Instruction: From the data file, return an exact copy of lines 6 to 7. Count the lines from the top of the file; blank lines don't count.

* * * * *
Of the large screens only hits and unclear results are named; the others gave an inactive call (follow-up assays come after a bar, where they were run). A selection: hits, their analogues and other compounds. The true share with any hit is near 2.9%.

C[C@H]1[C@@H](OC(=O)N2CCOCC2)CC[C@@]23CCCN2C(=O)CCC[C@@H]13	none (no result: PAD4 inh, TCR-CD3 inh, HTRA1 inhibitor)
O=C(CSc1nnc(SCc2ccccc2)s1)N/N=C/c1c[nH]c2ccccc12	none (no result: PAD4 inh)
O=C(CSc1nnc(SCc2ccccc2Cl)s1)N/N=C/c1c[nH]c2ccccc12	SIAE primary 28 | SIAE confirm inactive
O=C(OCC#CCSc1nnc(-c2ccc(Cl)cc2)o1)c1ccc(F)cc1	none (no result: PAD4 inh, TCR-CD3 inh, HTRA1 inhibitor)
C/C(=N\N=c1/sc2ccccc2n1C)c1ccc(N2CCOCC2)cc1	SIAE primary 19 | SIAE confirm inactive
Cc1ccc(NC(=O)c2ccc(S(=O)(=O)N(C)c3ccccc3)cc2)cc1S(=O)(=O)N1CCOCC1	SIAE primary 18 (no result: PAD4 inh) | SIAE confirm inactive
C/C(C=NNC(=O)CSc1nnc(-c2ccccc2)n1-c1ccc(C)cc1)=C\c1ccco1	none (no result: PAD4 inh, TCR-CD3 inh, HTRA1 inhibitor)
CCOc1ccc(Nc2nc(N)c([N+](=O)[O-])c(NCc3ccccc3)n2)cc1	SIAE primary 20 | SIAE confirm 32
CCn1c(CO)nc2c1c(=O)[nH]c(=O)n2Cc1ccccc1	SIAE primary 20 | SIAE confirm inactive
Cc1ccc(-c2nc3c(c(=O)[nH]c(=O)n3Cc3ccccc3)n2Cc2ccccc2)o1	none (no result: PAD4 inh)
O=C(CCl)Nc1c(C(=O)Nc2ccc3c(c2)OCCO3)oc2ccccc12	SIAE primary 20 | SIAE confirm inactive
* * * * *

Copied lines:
C/C(=N\N=c1/sc2ccccc2n1C)c1ccc(N2CCOCC2)cc1	SIAE primary 19 | SIAE confirm inactive
Cc1ccc(NC(=O)c2ccc(S(=O)(=O)N(C)c3ccccc3)cc2)cc1S(=O)(=O)N1CCOCC1	SIAE primary 18 (no result: PAD4 inh) | SIAE confirm inactive